NEWS CENTER Maine Hires Point Park University's Aaron Myler as New Meteorologist Alumni Profile
Meet Aaron Myler '16
- Job Title & Employer
- Meteorologist, NEWS CENTER Maine
- Broadcast Reporting
- College Activities
- Plum, Pa.
- High School
- Plum Senior High School
- Now Living In
- Portland, Maine
- Hobbies & Interests
- Traveling, cooking, baking, spending time with family and friends
"Point Park prepared me for my career by giving me a realistic look into the TV industry. The classes were led by industry professionals and treated like the first leg of your career, not just a college course. I got to learn every role that plays a part in putting a newscast together — reporting, anchoring, directing, producing and then onto the weather."
Why did you choose Point Park University for broadcasting?
I chose Point Park because they had the best program to get me from college to the career I always dreamed of. It's also small enough that you get personal attention and you aren’t just a number. The location in Downtown Pittsburgh was an added bonus!
How did Point Park’s broadcasting program prepare you for your career?
The program prepared me for my career by giving me a realistic look into the TV industry. The classes were led by industry professionals and treated like the first leg of your career, not just a college course. I got to learn every role that plays a part in putting a newscast together — reporting, anchoring, directing, producing and then onto the weather. That ability to jump between positions actually changed the course of my career. It made me realize that I could combine my love of weather with my passion for broadcast journalism, so I went onto pursue my degree in meteorology.
What sparked your passion for meteorology?
My father and I would sit and watch storms pass by when I was a kid which made me fall in love with the weather. I have the fondest memories of sitting quietly and listening to the thunder roar while the lightning danced. It’s something that affects every one of us each and every day, but yet I knew almost nothing about it. That curiosity put me on the career track I’ve been on ever since.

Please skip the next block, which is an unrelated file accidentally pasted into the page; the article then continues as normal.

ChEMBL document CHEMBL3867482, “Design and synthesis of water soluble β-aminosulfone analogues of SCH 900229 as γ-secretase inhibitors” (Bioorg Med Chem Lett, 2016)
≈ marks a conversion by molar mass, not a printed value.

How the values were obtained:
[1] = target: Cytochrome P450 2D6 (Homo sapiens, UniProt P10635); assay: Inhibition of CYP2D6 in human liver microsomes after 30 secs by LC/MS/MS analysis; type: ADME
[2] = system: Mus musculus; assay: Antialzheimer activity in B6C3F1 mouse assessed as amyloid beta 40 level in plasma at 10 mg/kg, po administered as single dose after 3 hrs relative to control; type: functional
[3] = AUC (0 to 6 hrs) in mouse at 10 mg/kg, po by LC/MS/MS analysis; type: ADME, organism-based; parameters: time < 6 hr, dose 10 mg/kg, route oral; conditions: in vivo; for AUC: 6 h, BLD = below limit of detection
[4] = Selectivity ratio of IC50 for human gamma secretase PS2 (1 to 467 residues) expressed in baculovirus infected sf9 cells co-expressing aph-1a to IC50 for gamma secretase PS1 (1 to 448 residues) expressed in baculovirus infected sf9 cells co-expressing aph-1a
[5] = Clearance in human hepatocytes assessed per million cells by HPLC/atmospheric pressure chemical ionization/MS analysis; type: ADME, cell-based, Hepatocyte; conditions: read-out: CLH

Tell us about your role as meteorologist for the Weekend Morning Report.
As a meteorologist for the Weekend Morning Report, I prepare the forecast myself (yes, we do the science). One of the biggest challenges with being a TV meteorologist is finding ways to easily communicate the weather to everyone at home. There’s a lot of complex physics and thermodynamics that goes into the weather, so I need to find an easy way to show that. This is where the graphics come into play. I choose which graphics convey the weather story and then use my forecast to modify the graphics to represent that week’s weather. All that’s left now is to go on air and present it to everyone watching.
What advice do you have for high school students who have an interest in broadcasting?
I would recommend anyone interested in broadcasting to job shadow someone with their dream job. Find someone you look up to and reach out. Whether that’s a reporter, anchor or even a meteorologist, this will give you a peek into the reality of the broadcasting world and what that job entails.
What skills are hiring managers looking for in candidates?
Managers are looking for people who are passionate about their career and can connect with the viewers. Telling a story is the job, so that’s an important skill to have, but it doesn’t happen overnight. It comes with the internships, the first job and so on. The good news is that they know and understand this and are normally willing to help you grow!
Is there anything else you would like to add?
Be open to learning. You’ll be working alongside industry professionals who have done this for decades and have so much to offer. If you ask questions and listen, they will help you grow in your career and guide you along the way.
Take every single class that Gina Catanzarite has to offer. She may be tough at times, but it's because she wants to prepare you for anything this career could throw your way. Trust me, you’ll thank her later.